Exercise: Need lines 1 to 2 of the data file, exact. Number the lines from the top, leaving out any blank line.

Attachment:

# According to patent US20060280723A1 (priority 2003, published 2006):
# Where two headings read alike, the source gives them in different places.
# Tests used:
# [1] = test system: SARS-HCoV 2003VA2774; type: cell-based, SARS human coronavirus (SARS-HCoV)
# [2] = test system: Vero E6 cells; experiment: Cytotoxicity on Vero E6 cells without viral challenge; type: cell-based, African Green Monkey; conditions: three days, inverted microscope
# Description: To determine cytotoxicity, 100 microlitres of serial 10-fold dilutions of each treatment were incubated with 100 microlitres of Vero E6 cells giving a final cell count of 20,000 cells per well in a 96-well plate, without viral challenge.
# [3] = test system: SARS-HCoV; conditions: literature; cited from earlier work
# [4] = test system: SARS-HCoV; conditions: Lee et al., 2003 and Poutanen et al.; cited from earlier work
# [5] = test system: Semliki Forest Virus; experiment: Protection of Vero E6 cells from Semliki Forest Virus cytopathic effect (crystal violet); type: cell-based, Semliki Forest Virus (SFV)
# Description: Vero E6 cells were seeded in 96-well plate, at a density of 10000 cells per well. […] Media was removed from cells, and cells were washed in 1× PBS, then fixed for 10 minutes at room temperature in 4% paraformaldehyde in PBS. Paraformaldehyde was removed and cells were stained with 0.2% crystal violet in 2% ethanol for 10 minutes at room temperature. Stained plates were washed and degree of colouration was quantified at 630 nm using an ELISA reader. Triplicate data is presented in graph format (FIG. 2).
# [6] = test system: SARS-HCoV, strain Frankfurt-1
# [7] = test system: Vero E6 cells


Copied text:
# According to patent US20060280723A1 (priority 2003, published 2006):
# Where two headings read alike, the source gives them in different places.